There used to be flyers that would hang on the windows listing the center’s alumnae and their college majors. Three-quarters of the sheets said Biology. I remembered how Asian parents would cling to those sheets as if they were lifelines. When the center faded from view, I couldn’t help thinking about how we’d all been clinging to those dreams like lifelines.

In the small, Asian American community I’d grown up in, you either knew what you were going to be or you didn’t. Whenever someone asked you how you were doing, you’d reply with I’m doing fine, how about you? You knew who you were. There was no undecided. Pre-med was brilliant, a glorious thing you’d wear around your neck like a Science Olympiad gold medal.

The thing was, I would never be one of those pre-med girls. I liked my milk tea regular size, but with seventy-five percent sugar and twenty-five percent ice. I’d never won science fair. I’d probably never be someone who invented things that were realer than myself.

My mother turned to face me in her seat, as if the college prep center had reminded her that I was a student too. “How did your exam go?” she asked.

Briefly I thought back to how it had went: monomers, polymers, things that would string together to form bigger things. Proteins were made up of amino acids. There were hydrogen bonds, peptide bonds, and covalent and ionic bonds. Mitosis was the repeated division of the cell. And I knew that what my mother wanted to hear wasn’t about biology and the processes that formed them, but whether or not I’d make her proud, give her something to tell the other parents–something that they’d smile at, say: “Oh, your daughter is so accomplished. She’s going to do great things.”

Across the street, the pre-med girls were entering the boba shop, biology textbooks in arm. I watched as two of them went inside, perfect genomic replicas of one another. The third one stood outside for a while, staring through the window. She opened her backpack and slipped the textbook in. And then she walked the other way, and I wasn’t sure how to react, except that this–this was real, and this was mitosis in action, cells splitting apart and reforming again.

“I don’t know,” I admitted. “I really don’t know.”

[CYTOKINESIS]

In biology, mitosis is defined as the type of cell division that results in two identical daughter cells. These cells have the same number of chromosomes. They contain the same genes and the same replications of those genes. They are identical copies of one another.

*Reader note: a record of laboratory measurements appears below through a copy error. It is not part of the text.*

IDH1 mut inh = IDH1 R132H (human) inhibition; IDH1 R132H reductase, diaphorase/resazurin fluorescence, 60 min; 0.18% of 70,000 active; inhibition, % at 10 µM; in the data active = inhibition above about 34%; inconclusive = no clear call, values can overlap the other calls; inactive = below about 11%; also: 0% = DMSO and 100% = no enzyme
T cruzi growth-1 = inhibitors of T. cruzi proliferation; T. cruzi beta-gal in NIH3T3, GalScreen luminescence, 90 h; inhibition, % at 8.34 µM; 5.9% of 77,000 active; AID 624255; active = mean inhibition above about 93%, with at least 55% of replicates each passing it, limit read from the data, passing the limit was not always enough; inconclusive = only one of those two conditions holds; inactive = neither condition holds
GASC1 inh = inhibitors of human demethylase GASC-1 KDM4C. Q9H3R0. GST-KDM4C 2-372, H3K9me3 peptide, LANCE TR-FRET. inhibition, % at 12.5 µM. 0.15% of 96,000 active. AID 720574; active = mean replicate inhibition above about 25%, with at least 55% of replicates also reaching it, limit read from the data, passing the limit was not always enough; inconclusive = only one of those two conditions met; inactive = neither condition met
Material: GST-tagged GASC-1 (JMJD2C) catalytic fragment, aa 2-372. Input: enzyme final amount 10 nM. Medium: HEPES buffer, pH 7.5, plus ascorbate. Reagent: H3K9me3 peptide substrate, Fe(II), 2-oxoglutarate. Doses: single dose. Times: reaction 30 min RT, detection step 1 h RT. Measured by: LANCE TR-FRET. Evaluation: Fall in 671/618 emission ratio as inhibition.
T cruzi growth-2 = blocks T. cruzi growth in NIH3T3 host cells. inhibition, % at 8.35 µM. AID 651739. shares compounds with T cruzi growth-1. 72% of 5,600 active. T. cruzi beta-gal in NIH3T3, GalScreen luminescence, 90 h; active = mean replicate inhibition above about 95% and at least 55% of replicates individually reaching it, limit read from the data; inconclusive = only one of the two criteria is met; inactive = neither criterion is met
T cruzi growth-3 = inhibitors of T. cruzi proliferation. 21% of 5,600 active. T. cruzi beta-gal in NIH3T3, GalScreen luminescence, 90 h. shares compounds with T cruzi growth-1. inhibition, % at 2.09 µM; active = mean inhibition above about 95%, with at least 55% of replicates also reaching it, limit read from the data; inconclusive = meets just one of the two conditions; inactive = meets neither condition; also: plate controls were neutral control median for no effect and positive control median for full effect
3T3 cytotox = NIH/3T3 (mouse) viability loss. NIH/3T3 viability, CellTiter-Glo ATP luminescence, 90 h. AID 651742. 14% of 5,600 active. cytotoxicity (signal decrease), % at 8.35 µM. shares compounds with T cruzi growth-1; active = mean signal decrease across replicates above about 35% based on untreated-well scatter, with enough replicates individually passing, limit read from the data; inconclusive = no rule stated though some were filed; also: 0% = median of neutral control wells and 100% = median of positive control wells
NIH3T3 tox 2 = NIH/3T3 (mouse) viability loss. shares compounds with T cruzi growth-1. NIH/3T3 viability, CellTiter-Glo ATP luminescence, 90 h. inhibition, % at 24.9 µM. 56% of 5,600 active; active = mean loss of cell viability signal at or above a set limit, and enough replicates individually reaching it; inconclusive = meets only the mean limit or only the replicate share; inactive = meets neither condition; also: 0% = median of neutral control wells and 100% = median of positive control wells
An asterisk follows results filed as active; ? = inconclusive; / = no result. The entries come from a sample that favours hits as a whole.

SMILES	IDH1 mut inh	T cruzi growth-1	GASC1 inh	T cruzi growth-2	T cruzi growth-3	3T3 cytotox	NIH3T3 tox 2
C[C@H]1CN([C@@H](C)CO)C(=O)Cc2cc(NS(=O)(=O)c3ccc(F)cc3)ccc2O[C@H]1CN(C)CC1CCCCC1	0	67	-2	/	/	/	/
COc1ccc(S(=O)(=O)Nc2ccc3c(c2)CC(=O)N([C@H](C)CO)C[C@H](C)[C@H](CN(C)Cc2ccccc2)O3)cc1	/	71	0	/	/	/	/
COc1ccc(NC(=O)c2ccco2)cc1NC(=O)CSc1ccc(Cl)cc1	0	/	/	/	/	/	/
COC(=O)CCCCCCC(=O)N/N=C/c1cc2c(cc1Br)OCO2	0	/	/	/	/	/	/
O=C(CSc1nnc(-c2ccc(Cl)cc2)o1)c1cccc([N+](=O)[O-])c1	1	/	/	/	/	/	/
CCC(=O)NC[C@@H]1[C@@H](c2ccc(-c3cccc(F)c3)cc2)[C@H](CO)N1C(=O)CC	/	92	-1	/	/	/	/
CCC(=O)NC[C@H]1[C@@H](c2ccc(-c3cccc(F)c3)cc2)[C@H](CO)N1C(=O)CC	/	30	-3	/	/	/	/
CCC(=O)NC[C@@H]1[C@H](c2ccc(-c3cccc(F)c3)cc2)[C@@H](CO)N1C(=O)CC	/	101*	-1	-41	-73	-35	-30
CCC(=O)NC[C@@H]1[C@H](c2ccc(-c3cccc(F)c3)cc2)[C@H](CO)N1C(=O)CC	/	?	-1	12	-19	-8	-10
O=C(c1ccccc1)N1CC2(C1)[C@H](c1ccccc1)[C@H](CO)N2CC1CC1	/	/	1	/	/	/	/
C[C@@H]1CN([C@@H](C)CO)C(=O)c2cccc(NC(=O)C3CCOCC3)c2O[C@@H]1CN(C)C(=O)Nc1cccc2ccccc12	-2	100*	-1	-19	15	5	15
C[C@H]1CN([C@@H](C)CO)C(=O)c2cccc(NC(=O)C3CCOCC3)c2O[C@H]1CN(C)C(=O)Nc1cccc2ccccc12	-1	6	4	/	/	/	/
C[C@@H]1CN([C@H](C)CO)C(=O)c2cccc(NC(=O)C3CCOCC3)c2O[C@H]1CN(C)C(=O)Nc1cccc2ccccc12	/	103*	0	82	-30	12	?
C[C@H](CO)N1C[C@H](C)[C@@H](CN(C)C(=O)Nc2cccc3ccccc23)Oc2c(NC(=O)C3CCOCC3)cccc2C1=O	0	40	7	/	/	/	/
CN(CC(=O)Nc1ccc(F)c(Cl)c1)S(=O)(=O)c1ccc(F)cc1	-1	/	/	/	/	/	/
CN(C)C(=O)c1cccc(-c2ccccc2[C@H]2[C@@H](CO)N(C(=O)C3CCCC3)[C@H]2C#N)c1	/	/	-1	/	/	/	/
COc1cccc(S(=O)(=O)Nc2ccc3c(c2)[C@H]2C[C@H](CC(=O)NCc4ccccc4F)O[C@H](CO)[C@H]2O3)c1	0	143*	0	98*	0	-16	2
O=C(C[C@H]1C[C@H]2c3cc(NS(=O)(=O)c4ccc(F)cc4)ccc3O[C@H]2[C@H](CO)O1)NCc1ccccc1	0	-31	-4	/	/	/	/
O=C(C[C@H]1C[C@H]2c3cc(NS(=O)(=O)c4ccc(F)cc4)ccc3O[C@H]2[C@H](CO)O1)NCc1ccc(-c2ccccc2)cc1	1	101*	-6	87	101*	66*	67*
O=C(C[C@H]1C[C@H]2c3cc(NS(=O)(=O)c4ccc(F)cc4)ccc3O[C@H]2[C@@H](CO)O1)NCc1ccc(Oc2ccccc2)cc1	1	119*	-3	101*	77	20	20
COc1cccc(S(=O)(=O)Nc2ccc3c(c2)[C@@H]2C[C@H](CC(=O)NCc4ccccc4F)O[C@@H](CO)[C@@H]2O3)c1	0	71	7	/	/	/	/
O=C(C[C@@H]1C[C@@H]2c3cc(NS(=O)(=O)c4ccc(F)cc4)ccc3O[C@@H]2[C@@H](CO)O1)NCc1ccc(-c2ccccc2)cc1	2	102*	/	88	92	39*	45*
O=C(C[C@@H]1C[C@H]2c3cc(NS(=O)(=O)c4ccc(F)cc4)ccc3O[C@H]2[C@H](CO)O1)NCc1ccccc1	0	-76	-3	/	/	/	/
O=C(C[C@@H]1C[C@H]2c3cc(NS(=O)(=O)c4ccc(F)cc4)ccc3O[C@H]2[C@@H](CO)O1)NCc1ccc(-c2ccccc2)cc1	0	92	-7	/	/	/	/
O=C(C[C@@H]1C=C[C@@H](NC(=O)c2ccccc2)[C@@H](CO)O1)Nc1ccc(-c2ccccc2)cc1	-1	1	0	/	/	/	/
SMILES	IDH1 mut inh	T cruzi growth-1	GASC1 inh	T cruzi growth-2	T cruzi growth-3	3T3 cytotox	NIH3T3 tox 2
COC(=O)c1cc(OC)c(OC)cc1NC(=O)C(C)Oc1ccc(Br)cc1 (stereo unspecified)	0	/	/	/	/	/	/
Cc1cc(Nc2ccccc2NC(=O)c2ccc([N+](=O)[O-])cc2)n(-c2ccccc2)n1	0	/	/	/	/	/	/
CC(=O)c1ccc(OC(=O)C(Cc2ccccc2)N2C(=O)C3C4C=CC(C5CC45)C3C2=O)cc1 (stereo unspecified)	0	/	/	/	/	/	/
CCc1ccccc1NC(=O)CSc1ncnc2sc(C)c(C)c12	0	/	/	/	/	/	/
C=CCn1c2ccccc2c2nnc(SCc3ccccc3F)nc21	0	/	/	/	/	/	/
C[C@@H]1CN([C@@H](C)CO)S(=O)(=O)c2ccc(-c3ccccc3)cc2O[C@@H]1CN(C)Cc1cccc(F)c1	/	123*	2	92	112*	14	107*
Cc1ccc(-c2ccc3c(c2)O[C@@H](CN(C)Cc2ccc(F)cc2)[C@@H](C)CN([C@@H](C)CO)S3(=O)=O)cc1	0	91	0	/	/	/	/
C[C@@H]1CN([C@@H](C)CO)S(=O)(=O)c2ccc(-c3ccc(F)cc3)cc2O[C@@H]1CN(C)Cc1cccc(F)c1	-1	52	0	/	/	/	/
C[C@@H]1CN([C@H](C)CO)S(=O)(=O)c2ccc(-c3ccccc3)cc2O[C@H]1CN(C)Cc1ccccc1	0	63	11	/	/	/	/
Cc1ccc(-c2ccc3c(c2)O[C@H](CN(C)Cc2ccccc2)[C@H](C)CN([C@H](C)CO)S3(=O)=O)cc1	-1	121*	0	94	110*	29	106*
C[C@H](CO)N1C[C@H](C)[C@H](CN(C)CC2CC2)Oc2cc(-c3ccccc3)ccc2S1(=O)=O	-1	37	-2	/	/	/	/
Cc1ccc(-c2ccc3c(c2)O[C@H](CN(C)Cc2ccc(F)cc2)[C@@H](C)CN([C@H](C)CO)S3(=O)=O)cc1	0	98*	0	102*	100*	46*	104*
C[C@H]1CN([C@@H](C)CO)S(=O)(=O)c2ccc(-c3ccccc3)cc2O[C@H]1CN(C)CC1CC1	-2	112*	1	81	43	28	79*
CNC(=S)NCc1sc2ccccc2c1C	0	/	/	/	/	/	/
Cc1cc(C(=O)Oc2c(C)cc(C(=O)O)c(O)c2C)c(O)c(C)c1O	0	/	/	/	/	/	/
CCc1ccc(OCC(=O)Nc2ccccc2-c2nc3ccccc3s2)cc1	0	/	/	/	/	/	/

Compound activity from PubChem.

What many of us didn’t understand was that saving lives in concept is much different from saving lives in practice. Because saving lives wasn’t just pills and powders; it wasn’t just talking about it. It was knowing that this was your purpose. It was knowing that throughout all the phases of your life, this was what you wanted to do. It was knowing that the cycle would start again, and this time you’d be an intrinsic part of it.

There are two different types of mitosis: closed and open. In a “closed mitosis”–the kind that fungi undergo–chromosomes are only dividing within a nucleus. It’s limited. In an “open mitosis”–the kind animal cells undergo–the nuclear envelope has already broken down before the chromosomes separate. There are no more restrictions.

The last stage, cytokinesis, overlaps with the final stages. That’s when the daughter cells split apart, reform again. No matter the mitosis, though, the cells are the same: always dividing and developing, regenerating and replacing. There will always be parents who introduce their daughters to others, saying: “Oh, this is my daughter.” And there will always be unspoken questions. Why do you do what you do? Why is it your place to conduct such an experiment? Is there something else going on that we don’t know about? What’s your major?

What will you be?